For modern Cambodians, the festival takes place over fifteen days, and the final day is the most significant. Prior to this last day, families are scheduled to “host” a service at the temple for their ancestors. Family members gather at the temple, recording an “invitation” list of relatives who must be remembered. It is believed that unless they are invited, spirits cannot receive the offerings. Families prepare special food for their ancestors, and also leave bai ben (sticky rice balls) in the shaded areas of the temple for those who have been forgotten or who no longer have living relatives to offer sacrifices for them. The monks prepare the ceremonial reading and burning of the invitation list— as a notification to the spirits of where to find their relatives. Then the monks lead the family in chants, meditations, and prayers for their relatives. The ceremony is an opportunity for the living relatives to earn merit for those who are deceased.

On the fifteenth day, the temples play host to a large communal feast, as everyone is invited to the temple to participate in the ceremony for their ancestors. It is also a significant day in that the most miserable of the souls, priads, are only able to receive prayers, food, and be reunited with living relatives during this day (traditionally the darkest day). On the final days of the Pchum Ben festival, temples are crowded with people who are sacrificing and praying. Additionally, many disabled or homeless individuals gather near the temples to receive money or offerings— it is seen as a way to make merit to give money or food to them.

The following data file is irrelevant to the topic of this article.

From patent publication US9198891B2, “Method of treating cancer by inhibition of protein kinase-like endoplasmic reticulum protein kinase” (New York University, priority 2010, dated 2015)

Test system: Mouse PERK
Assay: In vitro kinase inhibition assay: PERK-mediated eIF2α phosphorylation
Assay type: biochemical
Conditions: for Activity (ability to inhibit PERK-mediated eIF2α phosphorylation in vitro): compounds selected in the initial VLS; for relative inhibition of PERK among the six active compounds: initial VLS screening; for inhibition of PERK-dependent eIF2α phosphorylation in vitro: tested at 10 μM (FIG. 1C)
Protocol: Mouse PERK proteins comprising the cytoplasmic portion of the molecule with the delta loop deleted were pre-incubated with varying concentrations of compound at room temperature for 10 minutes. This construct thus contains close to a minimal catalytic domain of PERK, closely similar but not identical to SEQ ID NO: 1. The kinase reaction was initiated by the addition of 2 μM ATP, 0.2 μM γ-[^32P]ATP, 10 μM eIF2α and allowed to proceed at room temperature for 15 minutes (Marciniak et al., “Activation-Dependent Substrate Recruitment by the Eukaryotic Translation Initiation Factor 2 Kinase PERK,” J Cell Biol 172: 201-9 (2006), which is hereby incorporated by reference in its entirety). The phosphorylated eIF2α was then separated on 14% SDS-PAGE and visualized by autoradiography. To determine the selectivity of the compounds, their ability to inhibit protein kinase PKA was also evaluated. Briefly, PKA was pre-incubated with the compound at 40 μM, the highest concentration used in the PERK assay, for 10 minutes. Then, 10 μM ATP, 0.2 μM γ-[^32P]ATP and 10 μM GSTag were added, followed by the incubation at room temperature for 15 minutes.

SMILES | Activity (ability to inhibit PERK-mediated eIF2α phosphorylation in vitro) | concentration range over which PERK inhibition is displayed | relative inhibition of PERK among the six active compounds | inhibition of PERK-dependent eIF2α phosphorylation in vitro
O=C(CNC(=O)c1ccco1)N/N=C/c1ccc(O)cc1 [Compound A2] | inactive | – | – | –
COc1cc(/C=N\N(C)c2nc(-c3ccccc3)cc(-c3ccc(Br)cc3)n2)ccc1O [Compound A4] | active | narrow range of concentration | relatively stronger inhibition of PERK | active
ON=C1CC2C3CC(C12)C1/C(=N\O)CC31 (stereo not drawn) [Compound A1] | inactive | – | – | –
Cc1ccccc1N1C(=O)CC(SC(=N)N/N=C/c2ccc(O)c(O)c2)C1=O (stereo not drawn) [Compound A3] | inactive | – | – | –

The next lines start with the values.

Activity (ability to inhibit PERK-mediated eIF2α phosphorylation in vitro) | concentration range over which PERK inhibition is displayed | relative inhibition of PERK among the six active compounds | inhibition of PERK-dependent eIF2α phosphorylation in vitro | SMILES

For Cambodian Christians, this festival can be a time of difficulty. If their families continue to celebrate the holiday, there can be great pressure to participate and offer to the spirits. This is a time when they need encouragement to stand firm in their faith. As the Psalmist said, “Into your hands I commit my spirit; redeem me, O Lord, the God of truth. I hate those who cling to worthless idols; I trust in the Lord. I will be glad and rejoice in your love, for you saw my affliction and knew the anguish of my soul” (Psalm 31: 5-7). Pray for our brothers and sisters in the faith to remain true to the only Lord, Jesus Christ.

Part of this post appeared in our WR bimonthly partnership newsletter. If you'd like to receive newsletter updates via email, please click here.